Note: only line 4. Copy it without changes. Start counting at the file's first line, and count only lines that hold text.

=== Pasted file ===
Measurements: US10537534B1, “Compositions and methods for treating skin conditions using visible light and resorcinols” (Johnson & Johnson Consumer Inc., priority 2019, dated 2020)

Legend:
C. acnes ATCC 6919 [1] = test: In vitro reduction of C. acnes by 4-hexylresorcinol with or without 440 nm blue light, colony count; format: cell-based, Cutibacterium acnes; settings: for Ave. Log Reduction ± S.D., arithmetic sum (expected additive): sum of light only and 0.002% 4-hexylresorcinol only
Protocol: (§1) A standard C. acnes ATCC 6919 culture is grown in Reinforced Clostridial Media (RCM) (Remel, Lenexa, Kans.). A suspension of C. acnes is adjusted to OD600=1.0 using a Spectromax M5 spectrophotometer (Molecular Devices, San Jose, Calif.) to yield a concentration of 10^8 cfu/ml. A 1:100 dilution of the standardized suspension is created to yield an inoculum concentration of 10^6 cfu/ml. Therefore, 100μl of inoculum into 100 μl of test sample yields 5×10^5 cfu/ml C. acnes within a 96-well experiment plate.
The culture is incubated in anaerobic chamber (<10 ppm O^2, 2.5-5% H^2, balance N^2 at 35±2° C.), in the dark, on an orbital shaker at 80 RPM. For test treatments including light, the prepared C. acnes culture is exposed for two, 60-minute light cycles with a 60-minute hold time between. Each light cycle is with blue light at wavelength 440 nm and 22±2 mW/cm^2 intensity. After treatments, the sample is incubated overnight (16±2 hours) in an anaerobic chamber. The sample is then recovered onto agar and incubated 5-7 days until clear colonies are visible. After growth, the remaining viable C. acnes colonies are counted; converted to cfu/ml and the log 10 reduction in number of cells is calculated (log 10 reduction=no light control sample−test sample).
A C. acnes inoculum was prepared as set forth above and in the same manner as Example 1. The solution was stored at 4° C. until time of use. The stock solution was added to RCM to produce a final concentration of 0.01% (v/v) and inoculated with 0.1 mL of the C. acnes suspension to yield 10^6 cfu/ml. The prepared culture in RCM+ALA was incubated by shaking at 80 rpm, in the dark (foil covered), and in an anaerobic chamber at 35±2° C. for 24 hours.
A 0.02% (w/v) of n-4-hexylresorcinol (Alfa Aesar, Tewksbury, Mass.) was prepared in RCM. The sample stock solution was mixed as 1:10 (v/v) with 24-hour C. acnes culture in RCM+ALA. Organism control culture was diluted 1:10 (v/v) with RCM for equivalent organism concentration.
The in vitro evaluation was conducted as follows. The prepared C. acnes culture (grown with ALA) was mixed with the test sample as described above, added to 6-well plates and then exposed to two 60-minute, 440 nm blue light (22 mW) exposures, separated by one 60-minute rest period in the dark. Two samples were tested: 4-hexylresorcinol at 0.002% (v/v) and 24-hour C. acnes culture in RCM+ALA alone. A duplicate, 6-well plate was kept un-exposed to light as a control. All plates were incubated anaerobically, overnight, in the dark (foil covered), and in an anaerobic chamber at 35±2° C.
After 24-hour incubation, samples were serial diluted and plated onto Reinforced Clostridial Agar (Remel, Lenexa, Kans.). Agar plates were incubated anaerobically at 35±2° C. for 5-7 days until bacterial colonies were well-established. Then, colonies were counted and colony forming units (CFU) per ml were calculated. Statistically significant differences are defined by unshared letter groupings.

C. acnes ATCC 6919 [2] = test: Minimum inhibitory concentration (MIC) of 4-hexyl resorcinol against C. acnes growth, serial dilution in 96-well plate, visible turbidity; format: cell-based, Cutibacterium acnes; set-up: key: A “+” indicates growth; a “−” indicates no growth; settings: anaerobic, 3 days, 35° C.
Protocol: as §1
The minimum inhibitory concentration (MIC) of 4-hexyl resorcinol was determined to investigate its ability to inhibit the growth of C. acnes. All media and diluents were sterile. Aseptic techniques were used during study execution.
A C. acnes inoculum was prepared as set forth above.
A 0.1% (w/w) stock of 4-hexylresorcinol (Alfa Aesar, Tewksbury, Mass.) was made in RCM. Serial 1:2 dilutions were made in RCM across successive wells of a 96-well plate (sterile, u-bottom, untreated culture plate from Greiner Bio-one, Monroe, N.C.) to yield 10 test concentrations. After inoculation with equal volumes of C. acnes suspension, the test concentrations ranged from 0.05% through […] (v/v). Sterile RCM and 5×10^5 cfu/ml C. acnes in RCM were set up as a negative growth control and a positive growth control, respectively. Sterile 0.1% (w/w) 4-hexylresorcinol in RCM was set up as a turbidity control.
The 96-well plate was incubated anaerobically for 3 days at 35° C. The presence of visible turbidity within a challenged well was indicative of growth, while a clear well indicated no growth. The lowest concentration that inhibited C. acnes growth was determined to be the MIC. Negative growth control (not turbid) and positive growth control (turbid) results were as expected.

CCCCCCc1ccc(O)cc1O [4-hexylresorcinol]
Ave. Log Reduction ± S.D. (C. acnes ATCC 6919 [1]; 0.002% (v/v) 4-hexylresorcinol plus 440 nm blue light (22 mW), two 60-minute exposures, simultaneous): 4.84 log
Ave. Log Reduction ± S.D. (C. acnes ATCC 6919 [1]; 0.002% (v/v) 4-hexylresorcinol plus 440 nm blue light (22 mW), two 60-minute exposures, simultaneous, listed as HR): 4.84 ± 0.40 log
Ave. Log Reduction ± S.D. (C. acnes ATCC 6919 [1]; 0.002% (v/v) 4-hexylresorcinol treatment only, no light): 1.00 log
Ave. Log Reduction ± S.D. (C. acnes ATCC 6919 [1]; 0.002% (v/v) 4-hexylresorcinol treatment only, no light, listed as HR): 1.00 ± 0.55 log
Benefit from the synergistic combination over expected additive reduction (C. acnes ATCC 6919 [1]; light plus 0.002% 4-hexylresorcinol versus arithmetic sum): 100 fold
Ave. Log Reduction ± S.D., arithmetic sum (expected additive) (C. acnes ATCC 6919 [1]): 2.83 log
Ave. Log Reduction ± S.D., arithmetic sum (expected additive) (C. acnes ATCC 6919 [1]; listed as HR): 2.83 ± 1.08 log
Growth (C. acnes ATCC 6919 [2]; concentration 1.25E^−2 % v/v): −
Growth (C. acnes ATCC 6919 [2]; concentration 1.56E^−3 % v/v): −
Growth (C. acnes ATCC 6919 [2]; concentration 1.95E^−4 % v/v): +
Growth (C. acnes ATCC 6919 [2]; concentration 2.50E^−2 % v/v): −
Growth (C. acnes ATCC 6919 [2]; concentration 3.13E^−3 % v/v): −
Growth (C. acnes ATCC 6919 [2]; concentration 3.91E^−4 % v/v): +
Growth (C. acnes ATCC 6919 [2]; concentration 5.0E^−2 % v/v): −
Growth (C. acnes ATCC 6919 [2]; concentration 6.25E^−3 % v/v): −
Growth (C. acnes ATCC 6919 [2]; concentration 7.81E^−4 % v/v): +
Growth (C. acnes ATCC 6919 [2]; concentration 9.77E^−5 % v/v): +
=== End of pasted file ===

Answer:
Protocol: (§1) A standard C. acnes ATCC 6919 culture is grown in Reinforced Clostridial Media (RCM) (Remel, Lenexa, Kans.). A suspension of C. acnes is adjusted to OD600=1.0 using a Spectromax M5 spectrophotometer (Molecular Devices, San Jose, Calif.) to yield a concentration of 10^8 cfu/ml. A 1:100 dilution of the standardized suspension is created to yield an inoculum concentration of 10^6 cfu/ml. Therefore, 100μl of inoculum into 100 μl of test sample yields 5×10^5 cfu/ml C. acnes within a 96-well experiment plate.